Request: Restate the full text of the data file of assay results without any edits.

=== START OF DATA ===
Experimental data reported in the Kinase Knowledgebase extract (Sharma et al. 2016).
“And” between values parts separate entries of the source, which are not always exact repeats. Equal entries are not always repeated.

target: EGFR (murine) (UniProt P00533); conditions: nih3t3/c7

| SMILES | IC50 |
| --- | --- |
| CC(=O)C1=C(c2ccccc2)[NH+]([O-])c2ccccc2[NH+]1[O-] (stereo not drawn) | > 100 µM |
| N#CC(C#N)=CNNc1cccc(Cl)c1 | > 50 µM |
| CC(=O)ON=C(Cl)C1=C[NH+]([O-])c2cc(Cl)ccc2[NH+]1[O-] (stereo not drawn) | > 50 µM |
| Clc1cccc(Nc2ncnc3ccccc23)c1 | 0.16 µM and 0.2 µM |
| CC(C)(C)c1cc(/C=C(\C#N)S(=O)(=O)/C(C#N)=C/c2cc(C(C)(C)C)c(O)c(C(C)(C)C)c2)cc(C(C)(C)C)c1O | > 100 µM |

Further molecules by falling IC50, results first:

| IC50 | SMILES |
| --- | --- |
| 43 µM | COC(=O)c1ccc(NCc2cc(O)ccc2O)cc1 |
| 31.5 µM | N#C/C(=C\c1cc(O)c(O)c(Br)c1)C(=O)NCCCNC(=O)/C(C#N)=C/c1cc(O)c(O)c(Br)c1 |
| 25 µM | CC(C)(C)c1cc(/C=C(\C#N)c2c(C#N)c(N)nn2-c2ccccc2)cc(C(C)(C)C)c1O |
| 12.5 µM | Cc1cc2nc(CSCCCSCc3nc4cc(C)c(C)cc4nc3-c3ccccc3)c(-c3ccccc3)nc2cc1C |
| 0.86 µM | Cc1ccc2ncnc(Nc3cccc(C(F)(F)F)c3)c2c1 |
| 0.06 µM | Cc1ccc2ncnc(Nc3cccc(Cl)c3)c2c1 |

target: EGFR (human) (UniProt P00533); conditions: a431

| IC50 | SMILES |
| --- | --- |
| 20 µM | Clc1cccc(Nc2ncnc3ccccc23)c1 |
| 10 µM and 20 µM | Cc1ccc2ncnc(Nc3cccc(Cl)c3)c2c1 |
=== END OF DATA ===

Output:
Experimental data reported in the Kinase Knowledgebase extract (Sharma et al. 2016).
“And” between values parts separate entries of the source, which are not always exact repeats. Equal entries are not always repeated.

target: EGFR (murine) (UniProt P00533); conditions: nih3t3/c7

| SMILES | IC50 |
| --- | --- |
| CC(=O)C1=C(c2ccccc2)[NH+]([O-])c2ccccc2[NH+]1[O-] (stereo not drawn) | > 100 µM |
| N#CC(C#N)=CNNc1cccc(Cl)c1 | > 50 µM |
| CC(=O)ON=C(Cl)C1=C[NH+]([O-])c2cc(Cl)ccc2[NH+]1[O-] (stereo not drawn) | > 50 µM |
| Clc1cccc(Nc2ncnc3ccccc23)c1 | 0.16 µM and 0.2 µM |
| CC(C)(C)c1cc(/C=C(\C#N)S(=O)(=O)/C(C#N)=C/c2cc(C(C)(C)C)c(O)c(C(C)(C)C)c2)cc(C(C)(C)C)c1O | > 100 µM |

Further molecules by falling IC50, results first:

| IC50 | SMILES |
| --- | --- |
| 43 µM | COC(=O)c1ccc(NCc2cc(O)ccc2O)cc1 |
| 31.5 µM | N#C/C(=C\c1cc(O)c(O)c(Br)c1)C(=O)NCCCNC(=O)/C(C#N)=C/c1cc(O)c(O)c(Br)c1 |
| 25 µM | CC(C)(C)c1cc(/C=C(\C#N)c2c(C#N)c(N)nn2-c2ccccc2)cc(C(C)(C)C)c1O |
| 12.5 µM | Cc1cc2nc(CSCCCSCc3nc4cc(C)c(C)cc4nc3-c3ccccc3)c(-c3ccccc3)nc2cc1C |
| 0.86 µM | Cc1ccc2ncnc(Nc3cccc(C(F)(F)F)c3)c2c1 |
| 0.06 µM | Cc1ccc2ncnc(Nc3cccc(Cl)c3)c2c1 |

target: EGFR (human) (UniProt P00533); conditions: a431

| IC50 | SMILES |
| --- | --- |
| 20 µM | Clc1cccc(Nc2ncnc3ccccc23)c1 |
| 10 µM and 20 µM | Cc1ccc2ncnc(Nc3cccc(Cl)c3)c2c1 |